Last weekend I joined a group of gastronomy masters students on a day trip from Bologna to visit a parmesan dairy: the Latteria Sociale Tullia Pavesi Ciro-Rolo. Here, in vast copper-lined cauldrons, gallons of milk is transformed into parmesan 365 days a year, at the rate of about 80 cheeses per day. The dairy combines the use of modern machinery with a astonishing degree of manual intervention at every stage, and we were lucky enough to have Jessica Gatti and the dairy’s main cheesemaker to explain the process from start to finish. Seeing the whole thing in action made me appreciate this delicious product all the more. When you see the work that goes into just a few cheeses it’s easy to see why a parmesan produced like this commands a high price.
The day’s cheese is made from last night’s milk, which has been left to stand in huge steel trays and had the cream skimmed off, mixed with this morning’s milk, which is left whole. At the Latteria Tullia, the milk comes in from a number of local farmers within the Emilia Romagna region, where the cows are grass-fed.*
The two batches of milk are mixed together and transferred into huge copper-lined vats. Some whey kept from the day before is added and the milk is stirred whilst being warmed by steam heat to around 32ºC (90ºF). Rennet is poured in.
Once it has started to coagulate, the curds are broken up by hand using huge long-handled wire cages, a bit like giant balloon whisks.
The curds are ‘cooked’, which makes them start to knit together. The temperature is taken up to about 55ºC (130ºF), and the cheesemaker checks the temperature and feels the curds between his fingers to check the texture.
The heat is turned off and the vat is left for about an hour to cool. As the curds cool down and sink to the bottom of the vat, they form a mass. Cheesecloths are draped over the sides of the vats in readiness for forming the cheese, and some of the whey is drained out of the vat to make the next stage a little easier. A large metal hoop is dragged through the curds to ensure they are not stuck to the bottom of the vat.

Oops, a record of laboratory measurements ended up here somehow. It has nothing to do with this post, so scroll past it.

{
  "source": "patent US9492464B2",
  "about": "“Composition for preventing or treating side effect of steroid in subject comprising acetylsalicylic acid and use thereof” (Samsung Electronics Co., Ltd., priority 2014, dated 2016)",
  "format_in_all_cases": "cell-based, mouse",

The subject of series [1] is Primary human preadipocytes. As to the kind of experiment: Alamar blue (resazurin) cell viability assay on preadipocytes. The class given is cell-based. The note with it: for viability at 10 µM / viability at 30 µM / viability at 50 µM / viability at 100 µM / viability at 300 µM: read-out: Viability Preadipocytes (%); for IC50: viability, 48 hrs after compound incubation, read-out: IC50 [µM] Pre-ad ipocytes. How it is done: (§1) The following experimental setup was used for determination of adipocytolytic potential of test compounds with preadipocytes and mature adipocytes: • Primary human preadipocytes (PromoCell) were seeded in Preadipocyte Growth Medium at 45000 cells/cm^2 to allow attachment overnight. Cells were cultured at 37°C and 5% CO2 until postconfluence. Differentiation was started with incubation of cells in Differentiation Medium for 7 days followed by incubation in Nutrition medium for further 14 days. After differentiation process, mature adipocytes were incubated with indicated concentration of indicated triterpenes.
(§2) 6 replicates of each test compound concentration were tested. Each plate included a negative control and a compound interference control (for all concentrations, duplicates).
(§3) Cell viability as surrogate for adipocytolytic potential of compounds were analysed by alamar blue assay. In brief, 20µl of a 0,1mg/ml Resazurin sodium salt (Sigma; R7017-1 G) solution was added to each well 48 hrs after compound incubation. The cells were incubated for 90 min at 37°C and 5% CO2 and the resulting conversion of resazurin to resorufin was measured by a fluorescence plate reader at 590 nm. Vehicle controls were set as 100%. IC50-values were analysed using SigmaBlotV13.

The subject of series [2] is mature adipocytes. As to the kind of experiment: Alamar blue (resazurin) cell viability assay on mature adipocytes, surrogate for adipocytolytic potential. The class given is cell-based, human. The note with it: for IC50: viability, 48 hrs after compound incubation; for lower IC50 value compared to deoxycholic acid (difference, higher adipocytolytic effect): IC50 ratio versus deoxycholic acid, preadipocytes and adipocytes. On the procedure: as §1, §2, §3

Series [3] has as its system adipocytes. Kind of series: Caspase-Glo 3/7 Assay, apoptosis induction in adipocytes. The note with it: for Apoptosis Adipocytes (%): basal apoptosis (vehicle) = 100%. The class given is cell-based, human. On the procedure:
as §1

Two men use wooden paddles to lift the mass of curds out of the vat and into one of the huge cheesecloths. With a couple of deft movements, they cut the heavy mass perfectly in two, tying each ‘twin’ into its own cloth and hanging them from wooden poles to start to drain.
The still-wet cheese is lifted from the vat and into a form, still wrapped in its muslin cloth. The base of the cheese is in direct contact with the wooden table, allowing it to benefit from years of previous parmesans’ Lactobacillus, and the top is partially covered with a weight. This is not designed to press the cheese, but to gently keep its shape as it continues to drain.
Once fully loaded with cheeses, the table is wheeled into a cool, tiled room to continue draining.
During this time a cheesemaker lifts, turns, and re-wraps each heavy cheese several times.
Once it is sufficiently drained, he inserts a plastic form to the inside of a pierced steel cheese-mould. This is what adds all of the familiar markings to the outside of the cheese, such as the words ‘parmigiano reggiano’ and the dairy’s details and authentication numbers.
The cheeses are brined by being fully immersed in a cold sea-salt water bath. They stay there for about a month before being lifted out to rest and dry off, held in shape by their steel forms, in a cool, dimly lit area.
We were lucky enough to taste a cheese made in November 2009 – a perfectly mature specimen of 38 months old. Seeing the care, attention, and sheer hard physical work that goes into making these cheeses certainly made us appreciate this fabulous cheese all the more. Delicious has rarely seemed so inadequate a word.
* We were told that the milk is one of the (many) differences between parmesan and grana padano: although it’s only a few hundred metres away, apparently their cows eat silage, which changes the composition of the milk. I have to say that in the course of a whole day in the area we didn’t see a single cow!